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Thread: Prepping venison roasts - anyone brine their meat?

  1. #1
    Member hotbarrels's Avatar
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    Prepping venison roasts - anyone brine their meat?

    Getting that perfect fall off the bone venison roast that is nice and moist is often a struggle due to the meat being so lean.
    They talk on line about brining the meat for 24-48 hours to aid in moisture retention - anyone here do that?

    Only meat I currently brine is jerky.

  2. #2
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    I sear mine on bbq to put brown lines on meat and to seal in as much moisture as possible. Grind plenty of pepper over it, add a dash of soy sauce and spoon of honey after putting into slow cooker (on low) for the day. Rotate it every couple of hours so ‘new’ side is in shallow liquid. Melts in your mouth.

  3. #3
    Forgotten but not gone
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    oven bags work well too
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    Be more involved and less impressed.

  4. #4
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    Either oven bags or seal the roasting pan with foil. Stick some onions cut in half and celery or other high water content flavoursome veggies in as well to get some steam through it too.

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    Bottle of cheap and nasty red wine in an oven bag, along with your favorite herbs and spices for 12 - 24 hours, then roast
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  6. #6
    MB
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    Just started playing with brining. Only on goat legs, but it certainly seems to work.

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    I’m not a fan of venison roast. We did have one leg of fallow deer that was trialled but they’re usually too big for the dish. The venison here usually gets minced in the monster, or sliced thinly for schnitzel. Oh, or cubed for curries. Mr H and I love our curries.
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    Mmmm wine ��

  9. #9
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    Quote Originally Posted by hotbarrels View Post
    Getting that perfect fall off the bone venison roast that is nice and moist is often a struggle due to the meat being so lean.
    They talk on line about brining the meat for 24-48 hours to aid in moisture retention - anyone here do that?

    Only meat I currently brine is jerky.
    I can explain a fail safe guaranteed method to cook a perfect venison roast. PM your ph number if interested
    'Bother' said Pooh, as he chambered another round ... Wong Far King Way

  10. #10
    Member Micky Duck's Avatar
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    larding is old technique to add fat into roast...poke holes through roast and thread fatty bacon through them works rather well to do same thing..
    we very seldom roast venison or beef for that matter,much prefer steak or casserole .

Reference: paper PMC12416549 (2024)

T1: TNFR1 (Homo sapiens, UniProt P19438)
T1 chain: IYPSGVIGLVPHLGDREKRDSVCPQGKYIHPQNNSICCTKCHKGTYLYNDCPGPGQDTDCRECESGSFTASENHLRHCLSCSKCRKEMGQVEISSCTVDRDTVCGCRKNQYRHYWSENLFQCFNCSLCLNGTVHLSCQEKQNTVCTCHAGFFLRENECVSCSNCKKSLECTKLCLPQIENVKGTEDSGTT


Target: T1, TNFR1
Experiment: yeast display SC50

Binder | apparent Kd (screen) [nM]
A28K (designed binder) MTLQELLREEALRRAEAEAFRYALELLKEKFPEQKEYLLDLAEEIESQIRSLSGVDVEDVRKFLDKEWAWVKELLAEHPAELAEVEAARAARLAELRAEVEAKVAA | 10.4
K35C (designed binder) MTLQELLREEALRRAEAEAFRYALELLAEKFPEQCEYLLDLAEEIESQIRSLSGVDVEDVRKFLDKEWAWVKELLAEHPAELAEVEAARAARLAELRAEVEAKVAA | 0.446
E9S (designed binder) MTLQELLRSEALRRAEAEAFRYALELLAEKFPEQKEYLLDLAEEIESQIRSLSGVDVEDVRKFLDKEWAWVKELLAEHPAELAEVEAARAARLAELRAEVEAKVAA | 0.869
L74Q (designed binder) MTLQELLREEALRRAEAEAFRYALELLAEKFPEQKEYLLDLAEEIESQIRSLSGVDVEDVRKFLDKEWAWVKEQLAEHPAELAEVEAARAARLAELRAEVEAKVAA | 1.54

11. #11
    Member Micky Duck's Avatar
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    KFF goes down very very well......after shooting very young fawn a few years back,when cutting it up I looked at tiny legs and thought its not much bigger than chicken,so Mrs added the magic 11 herbs n spices etc and deep fried it....absolutely gobsmackingly good...almost enough to make me go and target fawns...almost.

  12. #12
    Almost literate. veitnamcam's Avatar
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    I usually only ever slowcook a shoulder and it all falls off the bone like shanks.
    Back wheels are steaks to me usually but I have been known to seperate out a large muscle from them to sear and roast till still just a tad pink in the middle.
    "Hunting and fishing" fucking over licenced firearms owners since ages ago.

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  13. #13
    Member stug's Avatar
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    Brineing will pull the moisture out of the roast. I use oven bags and sometimes cover in bacon. You can also start at a high heat to get the browning and then turn down to cook slowly. That way you get the browning without drying out the roast.
    tamamutu likes this.

  14. #14
    By Popular Demand gimp's Avatar
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    It is never dry if you watch the internal temp and cook to 55⁰c then pull out and rest.

    Methods involving slow cookers (ugh) and/or liquids such as wine are braising, not roasting - not a bad idea, but better suited to cuts with lots of connective tissue rather than a muscular cut from the hindquarters such as you would use for a roast.

    I wouldn't recommend brining.
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  15. #15
    Member thatguy's Avatar
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    According to that Meat Eater podcast episode, the salt in brine draws out meat..

 

 

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